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Abstract. We introduce two new temporal difference (TD) algorithms based on the theory of linear leastsquares function approximation. We define an algorithm we call LeastSquares TD (LS TD) for which we prove probabilityone convergence when it is used with a function approximator linear in the adjustable parameters. We then define a recursive version of this algorithm, Recursive LeastSquares TD (RLS TD). Although these new TD algorithms require more computation per timestep than do Sutton's TD(A) algorithms, they are more efficient in a statistical sense because they extract more information from training experiences. We describe a simulation experiment showing the substantial improvement in learning rate achieved by RLS TD in an example Markov prediction problem. To quantify this improvement, we introduce the TD error variance of a Markov chain, arc,, and experimentally conclude that the convergence rate of a TD algorithm depends linearly on ~ro. In addition to converging more rapidly, LS TD and RLS TD do not have control parameters, such as a learning rate parameter, thus eliminating the possibility of achieving poor performance by an unlucky choice of parameters.
KernelBased Reinforcement Learning
 Machine Learning
, 1999
"... We present a kernelbased approach to reinforcement learning that overcomes the stability problems of temporaldifference learning in continuous statespaces. First, our algorithm converges to a unique solution of an approximate Bellman's equation regardless of its initialization values. Second, the ..."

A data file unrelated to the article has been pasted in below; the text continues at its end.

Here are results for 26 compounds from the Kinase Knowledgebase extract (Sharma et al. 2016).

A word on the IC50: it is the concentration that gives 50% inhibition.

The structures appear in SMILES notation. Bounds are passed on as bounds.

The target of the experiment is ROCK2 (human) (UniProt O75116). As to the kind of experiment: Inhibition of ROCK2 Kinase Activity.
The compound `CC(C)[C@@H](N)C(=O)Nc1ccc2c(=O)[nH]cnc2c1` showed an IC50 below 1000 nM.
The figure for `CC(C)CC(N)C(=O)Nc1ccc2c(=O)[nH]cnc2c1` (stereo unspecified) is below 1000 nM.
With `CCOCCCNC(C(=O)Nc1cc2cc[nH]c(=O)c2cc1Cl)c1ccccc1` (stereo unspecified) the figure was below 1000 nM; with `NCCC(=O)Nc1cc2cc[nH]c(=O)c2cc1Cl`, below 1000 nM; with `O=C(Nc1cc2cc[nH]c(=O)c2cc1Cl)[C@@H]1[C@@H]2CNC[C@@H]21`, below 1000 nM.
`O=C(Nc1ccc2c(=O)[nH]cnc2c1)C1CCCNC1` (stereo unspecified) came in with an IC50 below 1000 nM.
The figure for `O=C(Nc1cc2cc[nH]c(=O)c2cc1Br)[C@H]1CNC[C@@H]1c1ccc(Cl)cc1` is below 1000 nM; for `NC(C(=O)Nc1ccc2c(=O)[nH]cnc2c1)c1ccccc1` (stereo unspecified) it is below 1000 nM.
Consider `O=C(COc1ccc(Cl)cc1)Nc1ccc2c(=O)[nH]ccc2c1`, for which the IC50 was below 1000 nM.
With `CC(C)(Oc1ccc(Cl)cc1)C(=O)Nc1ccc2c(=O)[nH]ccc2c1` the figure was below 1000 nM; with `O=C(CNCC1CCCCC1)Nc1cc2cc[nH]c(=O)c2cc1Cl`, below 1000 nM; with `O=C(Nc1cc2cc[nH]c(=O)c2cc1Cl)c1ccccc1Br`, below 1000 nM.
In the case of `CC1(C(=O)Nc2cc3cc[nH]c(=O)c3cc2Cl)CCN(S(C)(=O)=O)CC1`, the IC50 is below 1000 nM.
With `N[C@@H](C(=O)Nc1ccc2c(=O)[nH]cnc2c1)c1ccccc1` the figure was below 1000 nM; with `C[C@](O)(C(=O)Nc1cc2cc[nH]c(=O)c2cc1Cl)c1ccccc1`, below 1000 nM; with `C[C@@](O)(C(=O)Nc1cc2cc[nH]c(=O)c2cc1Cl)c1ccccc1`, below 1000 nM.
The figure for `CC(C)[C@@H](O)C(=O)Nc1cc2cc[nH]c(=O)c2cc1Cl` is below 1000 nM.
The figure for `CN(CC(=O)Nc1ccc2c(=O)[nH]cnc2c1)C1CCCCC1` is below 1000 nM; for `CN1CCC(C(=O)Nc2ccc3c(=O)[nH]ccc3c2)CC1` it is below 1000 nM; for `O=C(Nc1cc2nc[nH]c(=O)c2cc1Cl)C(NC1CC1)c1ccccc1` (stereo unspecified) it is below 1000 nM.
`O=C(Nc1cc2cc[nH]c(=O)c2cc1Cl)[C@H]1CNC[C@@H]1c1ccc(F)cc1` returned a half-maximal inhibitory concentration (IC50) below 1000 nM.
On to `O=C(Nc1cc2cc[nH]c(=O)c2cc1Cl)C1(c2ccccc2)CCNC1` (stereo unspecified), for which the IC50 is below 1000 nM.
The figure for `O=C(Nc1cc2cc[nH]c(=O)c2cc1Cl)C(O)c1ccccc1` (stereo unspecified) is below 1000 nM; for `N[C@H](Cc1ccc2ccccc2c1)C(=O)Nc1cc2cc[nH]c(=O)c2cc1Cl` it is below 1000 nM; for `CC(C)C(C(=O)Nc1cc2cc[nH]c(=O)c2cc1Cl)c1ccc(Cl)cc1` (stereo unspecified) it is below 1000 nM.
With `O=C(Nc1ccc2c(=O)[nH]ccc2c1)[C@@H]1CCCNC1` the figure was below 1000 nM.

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Cited by 102 (1 self)
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We present a kernelbased approach to reinforcement learning that overcomes the stability problems of temporaldifference learning in continuous statespaces. First, our algorithm converges to a unique solution of an approximate Bellman's equation regardless of its initialization values. Second, the method is consistent in the sense that the resulting policy converges asymptotically to the optimal policy. Parametric value function estimates such as neural networks do not possess this property. Our kernelbased approach also allows us to show that the limiting distribution of the value function estimate is a Gaussian process. This information is useful in studying the biasvariance tradeo in reinforcement learning. We find that all reinforcement learning approaches to estimating the value function, parametric or nonparametric, are subject to a bias. This bias is typically larger in reinforcement learning than in a comparable regression problem.
Adaptive Critic Designs